Corpus Christi Reaffirms Ties with Palermo Port Society

first_imgzoom The signing ceremonyTexas-based Port Corpus Christi and Colombia’s Palermo Port Society have signed a Memorandum of Understanding (MoU) to further strengthen international trade opportunities, and affirm once more their strategic partnership. Representatives from Port Corpus Christi and Palermo Port Society signed a MoU documenting their strategic partnership in April of 2014 in Corpus Christi, Texas, USA.Now, the alliance between the ports was re-signed in the City of Barranquilla, Colombia on Friday, July 11, 2014.“Port Corpus Christi has long realized the importance of serving a global market. Our investment in ship channel infrastructure and multi-modal connectivity serves existing customers and attracts new and diversified cargo as well. We have been establishing strategic partnerships with maritime entities around the world and are honored to enter into an MOU with Colombia’s Palermo Port Society. The agreement allows for the exchange of experience based knowledge and facilitates the transit of commodities through both ports,” said Port Corpus Christi Commission Chair, Judy Hawley.The MOU with the Palermo Port Society establishes an alliance of cooperation aimed at generating new business by promoting efficient logistical land and sea port routes between Colombia’s Palermo Port Society and The Port of the Lone Star State, Port Corpus Christi.Press Release; July 14th, 2014last_img read more

Thousands more troops needed for vital security in Afghanistan UN envoy

Without specifying the exact numbers needed to expand the current 5,000-strong international security force (ISAF) beyond the limits of Kabul, the capital, Lakhdar Brahimi, Secretary-General Kofi Annan’s Special Representative, said he was not asking for anyway near the 40,000 troops that were sent to Kosovo, which has a population of less than half of just the 2 million Afghan refugees who returned home last year.”I’m saying that politically it is necessary, I’m saying it is doable, I’m saying it doesn’t need a lot,” he told reporters after his closed-door briefing to the Council. “If, as I feel, the Council now agrees with me that it’s politically correct, then we can decide whether we need 8,000, or 9,000, or 13,000, but it’s certainly not in the scores of thousands that we’re talking about.”Pressed whether he felt the international community was not giving enough support as Afghanistan enters a crucial stage in the political process with elections due by next year, Mr. Brahimi replied: “The international community must realize that…improving that support would be a very good investment.”He stressed that the Bonn process, the peace accords reached by the various factions in 2001, “is taking on very important and complicated and logistically heavy political processes, and for that security is again indispensable, and it’s a source of worry for us.”A lot has been achieved in Afghanistan, “and there is every reason to think that this process can be taken to a very, very successful end in a relatively short time if we don’t walk away or do things half way as it were,” he added.Asked about the Council’s reaction, he replied: “I think there is certainly a great deal of understanding that what we are saying makes sense and deserves to be heard.”And he again stressed the security shortfall. “To organize a credible, free and fair election, there are a lot of other things that need to be done by the Afghan Government and by the international community, and we have invited the Council today in very clear terms to really take on the job of providing what we call the benchmarks that are needed in the security field, in the legislation field and in other fields.” read more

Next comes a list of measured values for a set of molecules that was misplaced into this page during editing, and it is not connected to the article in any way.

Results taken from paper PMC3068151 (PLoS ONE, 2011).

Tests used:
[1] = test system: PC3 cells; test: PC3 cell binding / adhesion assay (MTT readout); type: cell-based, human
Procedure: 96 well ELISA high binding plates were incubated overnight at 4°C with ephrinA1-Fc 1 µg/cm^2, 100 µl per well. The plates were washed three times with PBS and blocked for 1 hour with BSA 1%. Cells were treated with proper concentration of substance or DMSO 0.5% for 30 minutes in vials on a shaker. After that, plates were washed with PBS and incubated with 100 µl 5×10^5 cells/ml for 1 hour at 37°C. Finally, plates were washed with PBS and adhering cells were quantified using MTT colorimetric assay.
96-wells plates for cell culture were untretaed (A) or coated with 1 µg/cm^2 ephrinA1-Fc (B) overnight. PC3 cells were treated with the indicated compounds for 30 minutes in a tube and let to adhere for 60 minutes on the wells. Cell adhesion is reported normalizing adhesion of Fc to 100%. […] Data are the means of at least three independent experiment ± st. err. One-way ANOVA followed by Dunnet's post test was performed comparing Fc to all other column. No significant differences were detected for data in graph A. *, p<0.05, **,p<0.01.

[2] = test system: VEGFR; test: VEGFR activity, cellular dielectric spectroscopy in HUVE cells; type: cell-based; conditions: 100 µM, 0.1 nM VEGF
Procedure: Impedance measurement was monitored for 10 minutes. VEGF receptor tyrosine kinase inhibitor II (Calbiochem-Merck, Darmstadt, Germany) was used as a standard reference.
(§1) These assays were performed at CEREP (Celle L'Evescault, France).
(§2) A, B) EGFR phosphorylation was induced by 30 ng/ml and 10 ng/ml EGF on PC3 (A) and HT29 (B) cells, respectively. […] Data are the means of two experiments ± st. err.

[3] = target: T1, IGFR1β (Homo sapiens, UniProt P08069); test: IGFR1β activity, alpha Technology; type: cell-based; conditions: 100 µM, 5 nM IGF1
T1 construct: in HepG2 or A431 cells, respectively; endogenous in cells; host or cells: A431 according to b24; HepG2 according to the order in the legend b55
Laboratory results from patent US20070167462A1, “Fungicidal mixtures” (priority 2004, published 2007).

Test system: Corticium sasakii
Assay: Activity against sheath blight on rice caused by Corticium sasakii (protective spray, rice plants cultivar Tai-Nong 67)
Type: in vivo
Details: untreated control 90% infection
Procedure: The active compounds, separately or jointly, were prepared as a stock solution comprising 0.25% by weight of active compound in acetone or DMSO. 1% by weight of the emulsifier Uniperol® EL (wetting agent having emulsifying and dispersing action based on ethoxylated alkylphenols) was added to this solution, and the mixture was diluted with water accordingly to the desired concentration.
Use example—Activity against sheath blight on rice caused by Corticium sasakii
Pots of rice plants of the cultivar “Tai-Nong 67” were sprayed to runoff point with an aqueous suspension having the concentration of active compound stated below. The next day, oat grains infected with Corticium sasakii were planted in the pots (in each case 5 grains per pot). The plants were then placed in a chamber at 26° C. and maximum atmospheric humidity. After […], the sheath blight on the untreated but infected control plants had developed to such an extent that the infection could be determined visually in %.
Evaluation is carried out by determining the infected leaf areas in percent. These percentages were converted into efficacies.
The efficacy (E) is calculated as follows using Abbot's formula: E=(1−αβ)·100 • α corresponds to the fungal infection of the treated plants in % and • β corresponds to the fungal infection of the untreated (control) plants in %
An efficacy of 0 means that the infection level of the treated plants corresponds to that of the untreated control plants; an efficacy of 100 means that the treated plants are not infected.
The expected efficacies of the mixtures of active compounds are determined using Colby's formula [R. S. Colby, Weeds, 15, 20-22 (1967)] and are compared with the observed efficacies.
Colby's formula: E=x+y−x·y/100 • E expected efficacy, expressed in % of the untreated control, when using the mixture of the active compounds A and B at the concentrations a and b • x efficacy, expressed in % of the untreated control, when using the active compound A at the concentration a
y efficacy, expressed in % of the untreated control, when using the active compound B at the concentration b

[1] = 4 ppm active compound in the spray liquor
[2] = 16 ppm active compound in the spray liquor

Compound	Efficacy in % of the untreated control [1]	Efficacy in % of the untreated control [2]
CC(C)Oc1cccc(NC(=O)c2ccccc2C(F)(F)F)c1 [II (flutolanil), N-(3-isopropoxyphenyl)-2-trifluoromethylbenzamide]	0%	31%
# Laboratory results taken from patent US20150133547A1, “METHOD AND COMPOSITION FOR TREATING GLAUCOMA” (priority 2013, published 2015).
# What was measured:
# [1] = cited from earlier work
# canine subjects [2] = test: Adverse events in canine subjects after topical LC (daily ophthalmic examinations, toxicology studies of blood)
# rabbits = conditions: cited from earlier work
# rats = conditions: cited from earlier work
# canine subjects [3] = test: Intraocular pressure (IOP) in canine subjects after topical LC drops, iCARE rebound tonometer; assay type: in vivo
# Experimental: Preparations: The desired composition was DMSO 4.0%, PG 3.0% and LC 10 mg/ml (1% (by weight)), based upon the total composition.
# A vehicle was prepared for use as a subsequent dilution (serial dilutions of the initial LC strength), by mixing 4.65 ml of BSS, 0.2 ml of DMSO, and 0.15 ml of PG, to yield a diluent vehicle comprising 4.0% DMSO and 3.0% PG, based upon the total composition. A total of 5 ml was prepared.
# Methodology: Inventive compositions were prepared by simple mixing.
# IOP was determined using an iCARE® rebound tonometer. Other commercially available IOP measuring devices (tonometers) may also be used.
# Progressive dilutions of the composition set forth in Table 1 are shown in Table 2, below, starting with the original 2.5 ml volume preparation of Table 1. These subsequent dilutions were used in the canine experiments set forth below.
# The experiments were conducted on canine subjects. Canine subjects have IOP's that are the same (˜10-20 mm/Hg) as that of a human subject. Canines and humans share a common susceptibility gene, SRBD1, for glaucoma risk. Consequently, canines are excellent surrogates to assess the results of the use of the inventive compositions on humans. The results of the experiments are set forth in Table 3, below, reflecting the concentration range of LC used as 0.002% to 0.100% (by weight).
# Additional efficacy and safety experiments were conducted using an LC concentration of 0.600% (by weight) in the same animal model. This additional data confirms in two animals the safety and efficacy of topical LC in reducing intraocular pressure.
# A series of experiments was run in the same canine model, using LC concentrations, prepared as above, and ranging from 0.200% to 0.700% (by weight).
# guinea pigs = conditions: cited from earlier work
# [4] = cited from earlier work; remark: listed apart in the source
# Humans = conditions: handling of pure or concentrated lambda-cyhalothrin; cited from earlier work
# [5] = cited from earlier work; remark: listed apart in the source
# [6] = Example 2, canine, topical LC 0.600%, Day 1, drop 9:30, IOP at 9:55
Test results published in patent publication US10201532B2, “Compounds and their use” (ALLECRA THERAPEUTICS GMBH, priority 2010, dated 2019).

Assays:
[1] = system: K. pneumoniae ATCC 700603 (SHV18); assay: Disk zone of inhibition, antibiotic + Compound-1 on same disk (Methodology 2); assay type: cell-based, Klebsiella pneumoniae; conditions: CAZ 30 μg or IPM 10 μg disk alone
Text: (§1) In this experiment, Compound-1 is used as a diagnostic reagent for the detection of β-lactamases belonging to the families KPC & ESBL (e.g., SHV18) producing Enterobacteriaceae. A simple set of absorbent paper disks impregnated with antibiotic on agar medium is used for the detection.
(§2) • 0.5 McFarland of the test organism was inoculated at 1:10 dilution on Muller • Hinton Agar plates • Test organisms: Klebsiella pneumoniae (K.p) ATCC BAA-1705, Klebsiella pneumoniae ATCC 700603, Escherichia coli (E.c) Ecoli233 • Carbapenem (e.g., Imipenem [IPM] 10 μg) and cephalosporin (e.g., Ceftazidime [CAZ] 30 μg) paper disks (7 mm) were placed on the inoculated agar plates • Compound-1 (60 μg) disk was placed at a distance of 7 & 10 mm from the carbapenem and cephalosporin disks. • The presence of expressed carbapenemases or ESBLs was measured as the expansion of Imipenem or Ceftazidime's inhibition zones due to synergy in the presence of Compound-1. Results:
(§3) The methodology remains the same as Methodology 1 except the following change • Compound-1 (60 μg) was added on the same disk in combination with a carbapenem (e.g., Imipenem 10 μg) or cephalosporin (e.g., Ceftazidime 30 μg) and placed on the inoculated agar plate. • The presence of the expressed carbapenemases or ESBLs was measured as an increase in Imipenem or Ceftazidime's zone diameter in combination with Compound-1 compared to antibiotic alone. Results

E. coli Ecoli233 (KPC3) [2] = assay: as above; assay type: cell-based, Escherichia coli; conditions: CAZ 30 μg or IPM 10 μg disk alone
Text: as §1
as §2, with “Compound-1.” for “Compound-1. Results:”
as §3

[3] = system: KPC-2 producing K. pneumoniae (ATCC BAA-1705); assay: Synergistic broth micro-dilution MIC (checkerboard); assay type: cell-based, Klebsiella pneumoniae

Priceless artworks by masters including Canaletto Turner and Constable are to finally

Responding to a Freedom of Information request, the Department for Digital, Culture, Media and Sport told the Telegraph that it is launching a new website to display the 14,283 artworks owned by the state since the collection… The move follows a public outcry after it emerged thousands of gems including Canaletto’s view of London, Turner’s Teignmouth, Hogarth’s “Noon” and portraits by Sir Joshua Reynolds and Sir Peter Paul Rubens were among 2,778 artworks in the Government Art Collection (GAC) that have not been displayed in the past five years. Priceless artworks by masters including Canaletto, Turner and Constable are to finally go on display after the government kept them in storage for years.